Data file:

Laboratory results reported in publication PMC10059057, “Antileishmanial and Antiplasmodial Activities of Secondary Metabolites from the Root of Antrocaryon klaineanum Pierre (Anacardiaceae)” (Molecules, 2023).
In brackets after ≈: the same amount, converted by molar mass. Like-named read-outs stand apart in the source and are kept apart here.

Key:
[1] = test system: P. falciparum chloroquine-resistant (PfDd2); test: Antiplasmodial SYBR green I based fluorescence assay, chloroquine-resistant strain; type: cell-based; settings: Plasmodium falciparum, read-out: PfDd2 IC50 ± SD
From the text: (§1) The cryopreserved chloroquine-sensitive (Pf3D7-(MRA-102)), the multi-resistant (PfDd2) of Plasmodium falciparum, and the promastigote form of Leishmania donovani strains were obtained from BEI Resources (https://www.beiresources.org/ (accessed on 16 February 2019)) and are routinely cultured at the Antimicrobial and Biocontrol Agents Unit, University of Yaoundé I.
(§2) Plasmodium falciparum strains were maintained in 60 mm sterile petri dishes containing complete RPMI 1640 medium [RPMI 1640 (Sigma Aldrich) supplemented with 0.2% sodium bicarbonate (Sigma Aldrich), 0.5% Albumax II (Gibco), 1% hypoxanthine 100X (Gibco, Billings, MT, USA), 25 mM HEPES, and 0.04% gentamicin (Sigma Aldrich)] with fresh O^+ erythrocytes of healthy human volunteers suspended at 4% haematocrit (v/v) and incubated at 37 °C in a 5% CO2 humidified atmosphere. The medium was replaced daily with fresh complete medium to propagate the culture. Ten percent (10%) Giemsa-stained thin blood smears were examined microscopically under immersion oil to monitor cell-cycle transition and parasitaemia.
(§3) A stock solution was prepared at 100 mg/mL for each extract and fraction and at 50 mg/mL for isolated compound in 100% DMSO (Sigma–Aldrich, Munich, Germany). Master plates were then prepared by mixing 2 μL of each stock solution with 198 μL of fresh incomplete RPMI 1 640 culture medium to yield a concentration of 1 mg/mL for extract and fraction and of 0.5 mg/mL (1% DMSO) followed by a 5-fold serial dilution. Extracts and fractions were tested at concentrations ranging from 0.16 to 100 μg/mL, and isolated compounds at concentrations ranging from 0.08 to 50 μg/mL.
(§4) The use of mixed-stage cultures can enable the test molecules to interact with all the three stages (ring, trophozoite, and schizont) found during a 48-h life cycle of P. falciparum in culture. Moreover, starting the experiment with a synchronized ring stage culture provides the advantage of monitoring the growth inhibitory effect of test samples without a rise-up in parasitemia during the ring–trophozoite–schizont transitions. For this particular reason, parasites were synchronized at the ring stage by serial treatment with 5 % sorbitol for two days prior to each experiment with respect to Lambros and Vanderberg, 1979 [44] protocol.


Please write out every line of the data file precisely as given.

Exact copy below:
Laboratory results reported in publication PMC10059057, “Antileishmanial and Antiplasmodial Activities of Secondary Metabolites from the Root of Antrocaryon klaineanum Pierre (Anacardiaceae)” (Molecules, 2023).
In brackets after ≈: the same amount, converted by molar mass. Like-named read-outs stand apart in the source and are kept apart here.

Key:
[1] = test system: P. falciparum chloroquine-resistant (PfDd2); test: Antiplasmodial SYBR green I based fluorescence assay, chloroquine-resistant strain; type: cell-based; settings: Plasmodium falciparum, read-out: PfDd2 IC50 ± SD
From the text: (§1) The cryopreserved chloroquine-sensitive (Pf3D7-(MRA-102)), the multi-resistant (PfDd2) of Plasmodium falciparum, and the promastigote form of Leishmania donovani strains were obtained from BEI Resources (https://www.beiresources.org/ (accessed on 16 February 2019)) and are routinely cultured at the Antimicrobial and Biocontrol Agents Unit, University of Yaoundé I.
(§2) Plasmodium falciparum strains were maintained in 60 mm sterile petri dishes containing complete RPMI 1640 medium [RPMI 1640 (Sigma Aldrich) supplemented with 0.2% sodium bicarbonate (Sigma Aldrich), 0.5% Albumax II (Gibco), 1% hypoxanthine 100X (Gibco, Billings, MT, USA), 25 mM HEPES, and 0.04% gentamicin (Sigma Aldrich)] with fresh O^+ erythrocytes of healthy human volunteers suspended at 4% haematocrit (v/v) and incubated at 37 °C in a 5% CO2 humidified atmosphere. The medium was replaced daily with fresh complete medium to propagate the culture. Ten percent (10%) Giemsa-stained thin blood smears were examined microscopically under immersion oil to monitor cell-cycle transition and parasitaemia.
(§3) A stock solution was prepared at 100 mg/mL for each extract and fraction and at 50 mg/mL for isolated compound in 100% DMSO (Sigma–Aldrich, Munich, Germany). Master plates were then prepared by mixing 2 μL of each stock solution with 198 μL of fresh incomplete RPMI 1 640 culture medium to yield a concentration of 1 mg/mL for extract and fraction and of 0.5 mg/mL (1% DMSO) followed by a 5-fold serial dilution. Extracts and fractions were tested at concentrations ranging from 0.16 to 100 μg/mL, and isolated compounds at concentrations ranging from 0.08 to 50 μg/mL.
(§4) The use of mixed-stage cultures can enable the test molecules to interact with all the three stages (ring, trophozoite, and schizont) found during a 48-h life cycle of P. falciparum in culture. Moreover, starting the experiment with a synchronized ring stage culture provides the advantage of monitoring the growth inhibitory effect of test samples without a rise-up in parasitemia during the ring–trophozoite–schizont transitions. For this particular reason, parasites were synchronized at the ring stage by serial treatment with 5 % sorbitol for two days prior to each experiment with respect to Lambros and Vanderberg, 1979 [44] protocol.